Wednesday, April 05, 2006

Throne Speech Sentence Scenarios

Michael does some more analysis of the Speech From the Throne. He is quite right in one sense that it can be taken in whatever way people may wish, in terms of copyright legislation. But, in some respects, if taken literally, this could be an enormous - virtually a constitutional - change in the way things are done in Canada.

The sentence about treaties was this:
Significant international treaties will be submitted for votes in Parliament.
Normally, the Government signs, accedes to or ratifies treaties as an executive decision following Cabinet approval. It may be the Prime Minister or the appropriate Minister, normally the Minister of Foreign Affairs and International Trade (or whatever the person is called at the time) who actually “signs” the document in question.

Signing at treaty (which I have said before is like dating is to marriage) is normally done before implementation and implementation is normally done by legislation, which of course is done by Parliament. Ratification (which is like marriage), if and when it follows, is - as stated above - an executive decision of the Government of the day in which Parliament does not have a direct voice or role.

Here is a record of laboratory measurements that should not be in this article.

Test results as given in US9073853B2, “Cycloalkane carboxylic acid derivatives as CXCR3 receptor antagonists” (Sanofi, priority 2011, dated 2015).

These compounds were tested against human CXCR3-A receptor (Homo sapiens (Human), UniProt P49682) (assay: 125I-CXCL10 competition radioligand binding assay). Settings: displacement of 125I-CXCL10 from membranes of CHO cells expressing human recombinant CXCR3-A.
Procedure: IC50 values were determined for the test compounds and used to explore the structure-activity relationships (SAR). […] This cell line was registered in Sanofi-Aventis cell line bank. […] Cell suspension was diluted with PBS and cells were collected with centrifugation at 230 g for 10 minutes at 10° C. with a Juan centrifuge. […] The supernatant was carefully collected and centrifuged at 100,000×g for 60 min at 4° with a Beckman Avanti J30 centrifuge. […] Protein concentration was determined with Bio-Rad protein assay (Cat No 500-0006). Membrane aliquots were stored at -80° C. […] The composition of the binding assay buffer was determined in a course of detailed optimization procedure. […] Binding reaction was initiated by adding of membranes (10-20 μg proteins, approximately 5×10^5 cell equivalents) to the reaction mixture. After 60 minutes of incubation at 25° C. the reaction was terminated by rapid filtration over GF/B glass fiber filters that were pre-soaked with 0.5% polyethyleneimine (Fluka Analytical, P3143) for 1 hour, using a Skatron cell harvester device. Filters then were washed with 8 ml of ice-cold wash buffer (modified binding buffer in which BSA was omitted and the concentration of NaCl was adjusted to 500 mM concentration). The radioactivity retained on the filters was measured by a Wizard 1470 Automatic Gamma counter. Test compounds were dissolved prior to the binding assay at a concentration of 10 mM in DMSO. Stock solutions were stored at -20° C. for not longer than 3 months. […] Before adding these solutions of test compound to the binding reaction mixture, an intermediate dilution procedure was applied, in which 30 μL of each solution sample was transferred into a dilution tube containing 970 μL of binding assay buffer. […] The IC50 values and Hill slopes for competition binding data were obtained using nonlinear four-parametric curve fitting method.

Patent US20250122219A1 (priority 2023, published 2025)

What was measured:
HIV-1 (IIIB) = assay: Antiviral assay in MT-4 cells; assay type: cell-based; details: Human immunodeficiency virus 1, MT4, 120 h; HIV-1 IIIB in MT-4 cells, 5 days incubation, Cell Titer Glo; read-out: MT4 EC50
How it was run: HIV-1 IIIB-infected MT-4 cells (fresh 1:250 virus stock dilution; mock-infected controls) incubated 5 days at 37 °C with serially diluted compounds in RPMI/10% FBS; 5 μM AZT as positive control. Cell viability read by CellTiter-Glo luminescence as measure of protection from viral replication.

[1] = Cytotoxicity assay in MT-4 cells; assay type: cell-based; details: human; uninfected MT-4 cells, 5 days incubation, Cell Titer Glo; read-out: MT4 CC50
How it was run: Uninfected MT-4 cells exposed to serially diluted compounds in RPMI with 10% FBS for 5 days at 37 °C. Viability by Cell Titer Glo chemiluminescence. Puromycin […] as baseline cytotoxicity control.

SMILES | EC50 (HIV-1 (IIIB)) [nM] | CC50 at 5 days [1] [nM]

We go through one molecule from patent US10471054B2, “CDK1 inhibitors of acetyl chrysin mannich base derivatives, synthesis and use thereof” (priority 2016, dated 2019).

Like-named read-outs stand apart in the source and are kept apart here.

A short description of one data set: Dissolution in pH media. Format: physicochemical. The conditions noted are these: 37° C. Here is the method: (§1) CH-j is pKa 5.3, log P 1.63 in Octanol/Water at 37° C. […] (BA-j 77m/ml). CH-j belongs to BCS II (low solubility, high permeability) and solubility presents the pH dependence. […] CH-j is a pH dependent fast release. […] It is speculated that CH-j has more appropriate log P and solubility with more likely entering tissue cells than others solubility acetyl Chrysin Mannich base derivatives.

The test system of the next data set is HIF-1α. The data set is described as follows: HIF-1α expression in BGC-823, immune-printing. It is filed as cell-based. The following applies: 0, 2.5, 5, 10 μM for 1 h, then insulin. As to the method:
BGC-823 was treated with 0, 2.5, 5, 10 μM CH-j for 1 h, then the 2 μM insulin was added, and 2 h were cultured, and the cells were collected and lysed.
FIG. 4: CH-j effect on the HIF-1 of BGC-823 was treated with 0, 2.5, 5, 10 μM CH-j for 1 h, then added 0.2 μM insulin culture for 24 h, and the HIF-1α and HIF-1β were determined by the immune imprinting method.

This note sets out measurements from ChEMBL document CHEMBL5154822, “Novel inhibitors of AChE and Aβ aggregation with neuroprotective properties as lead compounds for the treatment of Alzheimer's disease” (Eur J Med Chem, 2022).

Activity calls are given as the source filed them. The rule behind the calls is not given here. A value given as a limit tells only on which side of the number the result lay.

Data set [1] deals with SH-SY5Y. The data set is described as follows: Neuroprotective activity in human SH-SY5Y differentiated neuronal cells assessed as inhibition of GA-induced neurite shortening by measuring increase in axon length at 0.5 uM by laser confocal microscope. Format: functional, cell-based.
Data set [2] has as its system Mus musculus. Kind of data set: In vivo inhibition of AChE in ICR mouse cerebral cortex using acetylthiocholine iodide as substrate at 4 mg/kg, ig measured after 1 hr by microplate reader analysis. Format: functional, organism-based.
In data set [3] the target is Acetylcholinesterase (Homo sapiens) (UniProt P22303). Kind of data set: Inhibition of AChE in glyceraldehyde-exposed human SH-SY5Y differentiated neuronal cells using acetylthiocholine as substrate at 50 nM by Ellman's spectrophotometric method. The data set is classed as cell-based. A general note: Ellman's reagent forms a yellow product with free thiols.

So - if the Throne Speech means that the WIPO Treaties, for example, as such will at some point be “submitted for votes” in Parliament - that would be quite extraordinary. It would also likely mean dissection and debate in a minority Parliament as things now stand. Recall that just a very few of us were able to kill off the Lucy Maud provisions even in majority government - and that was before the days of blogs and the Bulte Effect, i.e. politicization of copyright in Canada. So, it’s very unlikely that any consideration of anything as controversial as DMCA North provisions on DRM and TPMs or national treatment (i.e. doubling) of blank media levies or the potential rendering illegal of P2P music downloading could sail though Parliament quickly on calm seas on a quiet evening, so to speak.

Those issues and many more would certainly come to the fore in any Parliamentary debates about WIPO treaties. It would be more like a dark and stormy night with a very uncertain outcome.

So, this little sentence in the Speech could prove to be very interesting.


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